Democrat Erin Herbig is looking to win a third term as a state representative as she looks to focus on issues such as keeping Maine's economy competitive through job training and education.

Herbig's family reaches back five generations in Waldo County. She is a graduate of Belfast Area High School. Herbig earned a scholarship to Boston College, where she graduated with a Bachelor of Arts and Science.

She serves as the chairwoman of the committee on the Labor, Commerce, Research, and Economic Development Committee. She serves on the board of Maine Farmland Trust’s Maine Fare. Herbig is also a volunteer coach for Belfast Area High School’s Cross Country team.

Herbig lives in Belfast and is a member of the Belfast Curling Club.

Why are you running for office?

As someone who grew up in Waldo County, I have seen far too many of our young people and families leave for better opportunities elsewhere. I want to make sure we create jobs so our young people can stay here and enjoy the quality of life that all Mainers deserve.

What is the greatest challenge facing the state of Maine?

Maine’s greatest challenge is continuing economic growth to remain competitive in the future economy. Economic growth is the only way to provide needed services without raising taxes on Mainers. Sustainable economic growth produces stable state revenue and the best opportunity for prosperity for all Maine families and businesses.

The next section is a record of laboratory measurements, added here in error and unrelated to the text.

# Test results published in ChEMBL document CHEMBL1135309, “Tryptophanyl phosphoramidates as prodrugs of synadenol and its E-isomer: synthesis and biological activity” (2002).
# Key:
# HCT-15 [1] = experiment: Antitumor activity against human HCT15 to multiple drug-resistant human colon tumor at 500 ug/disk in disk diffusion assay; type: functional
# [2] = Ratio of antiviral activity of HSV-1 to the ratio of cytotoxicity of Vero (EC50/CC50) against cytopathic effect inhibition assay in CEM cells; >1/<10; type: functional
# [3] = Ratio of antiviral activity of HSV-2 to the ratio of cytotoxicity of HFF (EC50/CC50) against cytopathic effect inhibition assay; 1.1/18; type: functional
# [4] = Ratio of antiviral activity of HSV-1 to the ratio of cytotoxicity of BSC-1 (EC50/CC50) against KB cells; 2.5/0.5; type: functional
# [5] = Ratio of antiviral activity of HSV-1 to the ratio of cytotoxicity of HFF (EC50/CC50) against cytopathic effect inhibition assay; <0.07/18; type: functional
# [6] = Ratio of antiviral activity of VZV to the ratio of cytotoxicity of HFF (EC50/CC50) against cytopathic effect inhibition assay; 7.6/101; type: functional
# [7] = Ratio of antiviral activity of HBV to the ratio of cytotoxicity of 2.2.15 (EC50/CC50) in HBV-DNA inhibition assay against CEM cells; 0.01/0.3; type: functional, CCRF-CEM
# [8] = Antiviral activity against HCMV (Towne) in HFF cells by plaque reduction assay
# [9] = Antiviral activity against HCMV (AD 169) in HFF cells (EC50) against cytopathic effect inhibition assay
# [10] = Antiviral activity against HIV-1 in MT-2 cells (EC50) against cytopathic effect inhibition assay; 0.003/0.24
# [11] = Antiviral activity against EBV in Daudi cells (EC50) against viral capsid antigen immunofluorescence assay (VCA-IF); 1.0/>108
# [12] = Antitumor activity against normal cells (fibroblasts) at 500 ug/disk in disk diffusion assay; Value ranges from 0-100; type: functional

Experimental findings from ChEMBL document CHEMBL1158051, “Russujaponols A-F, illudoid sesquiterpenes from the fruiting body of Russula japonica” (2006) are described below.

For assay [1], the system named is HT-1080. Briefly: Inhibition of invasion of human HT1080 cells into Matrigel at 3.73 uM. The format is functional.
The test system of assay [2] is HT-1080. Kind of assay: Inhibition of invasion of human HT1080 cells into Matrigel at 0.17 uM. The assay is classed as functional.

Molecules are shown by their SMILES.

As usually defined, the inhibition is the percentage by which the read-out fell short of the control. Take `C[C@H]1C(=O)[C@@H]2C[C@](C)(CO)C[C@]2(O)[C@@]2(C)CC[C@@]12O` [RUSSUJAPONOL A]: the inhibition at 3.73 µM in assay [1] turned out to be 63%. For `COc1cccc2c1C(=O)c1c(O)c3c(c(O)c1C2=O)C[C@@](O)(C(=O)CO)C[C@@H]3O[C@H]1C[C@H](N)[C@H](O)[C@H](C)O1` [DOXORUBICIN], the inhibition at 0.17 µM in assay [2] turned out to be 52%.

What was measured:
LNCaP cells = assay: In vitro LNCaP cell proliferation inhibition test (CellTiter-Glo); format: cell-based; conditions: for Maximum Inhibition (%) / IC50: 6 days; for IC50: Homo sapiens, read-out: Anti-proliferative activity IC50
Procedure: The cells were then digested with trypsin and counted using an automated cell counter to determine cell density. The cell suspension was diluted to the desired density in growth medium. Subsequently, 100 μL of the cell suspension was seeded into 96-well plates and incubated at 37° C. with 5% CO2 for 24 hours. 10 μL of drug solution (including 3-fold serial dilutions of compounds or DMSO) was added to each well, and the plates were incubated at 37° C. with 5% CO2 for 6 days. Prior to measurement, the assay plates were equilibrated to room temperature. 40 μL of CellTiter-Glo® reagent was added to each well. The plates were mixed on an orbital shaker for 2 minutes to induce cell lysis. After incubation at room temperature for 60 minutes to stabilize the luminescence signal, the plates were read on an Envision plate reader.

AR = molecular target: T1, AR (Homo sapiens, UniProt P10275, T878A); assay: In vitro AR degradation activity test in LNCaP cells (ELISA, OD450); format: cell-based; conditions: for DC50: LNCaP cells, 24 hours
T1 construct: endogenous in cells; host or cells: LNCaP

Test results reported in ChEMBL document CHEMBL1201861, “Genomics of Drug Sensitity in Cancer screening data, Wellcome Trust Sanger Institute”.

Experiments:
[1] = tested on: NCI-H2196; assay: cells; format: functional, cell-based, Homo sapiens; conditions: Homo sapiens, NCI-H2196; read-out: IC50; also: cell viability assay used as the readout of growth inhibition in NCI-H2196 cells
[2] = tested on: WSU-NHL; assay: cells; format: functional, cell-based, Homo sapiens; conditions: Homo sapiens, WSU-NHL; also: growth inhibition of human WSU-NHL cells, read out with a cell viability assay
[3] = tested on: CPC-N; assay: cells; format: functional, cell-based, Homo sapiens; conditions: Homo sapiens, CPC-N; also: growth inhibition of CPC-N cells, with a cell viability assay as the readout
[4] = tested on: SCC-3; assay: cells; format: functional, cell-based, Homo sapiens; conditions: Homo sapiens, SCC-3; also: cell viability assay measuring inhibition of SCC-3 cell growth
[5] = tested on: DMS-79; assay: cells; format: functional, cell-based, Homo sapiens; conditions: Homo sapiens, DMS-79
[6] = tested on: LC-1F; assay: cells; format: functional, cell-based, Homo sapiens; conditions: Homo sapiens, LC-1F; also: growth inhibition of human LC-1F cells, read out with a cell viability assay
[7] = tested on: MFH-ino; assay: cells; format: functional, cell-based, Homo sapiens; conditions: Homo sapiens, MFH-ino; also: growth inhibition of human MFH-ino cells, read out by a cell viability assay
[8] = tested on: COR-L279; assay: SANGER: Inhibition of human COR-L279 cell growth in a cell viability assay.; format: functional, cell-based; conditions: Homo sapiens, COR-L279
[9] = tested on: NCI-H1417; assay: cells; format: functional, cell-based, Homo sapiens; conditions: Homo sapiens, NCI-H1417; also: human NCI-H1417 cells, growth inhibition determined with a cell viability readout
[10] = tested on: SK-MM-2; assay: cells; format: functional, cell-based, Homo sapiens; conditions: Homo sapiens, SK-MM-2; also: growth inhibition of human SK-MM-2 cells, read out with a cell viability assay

In an online poll, our readers repeatedly raised concerns that lawmakers spend too much time fighting along political party lines and cannot seem to cooperate across party lines to get the business of the state done. Can you describe an issue in which you disagree with your political party? Can you describe a situation or an issue in which you would be willing to compromise or work with members of the other party?

My record shows that I do not vote by party affiliation. As legislators we have an obligation to vote based upon the issues presented, not which party sponsors the bill. I will continue to vote for what is best for my constituents.

For the most part, both parties at the State House are able to work across the aisle to get the business of the State done. The state budget is our best example of bipartisan work. In the four years I have been in office, we have passed budgets that required a two-thirds majority to override the governor’s veto. This has required a lot of compromise and hard work from both parties.

Many argue that cuts in state aid to education, roads, revenue sharing for towns and other areas have shifted more tax burden onto local property tax payers. What do you see as the reason for increases in local property taxes? What would you do as a candidate to address the property tax burden?

The increase in local property taxes is a result of the Governor shifting responsibility for funding local services from one section of the government to another. The Governor “cut taxes” from his budget by putting them on your property tax bill.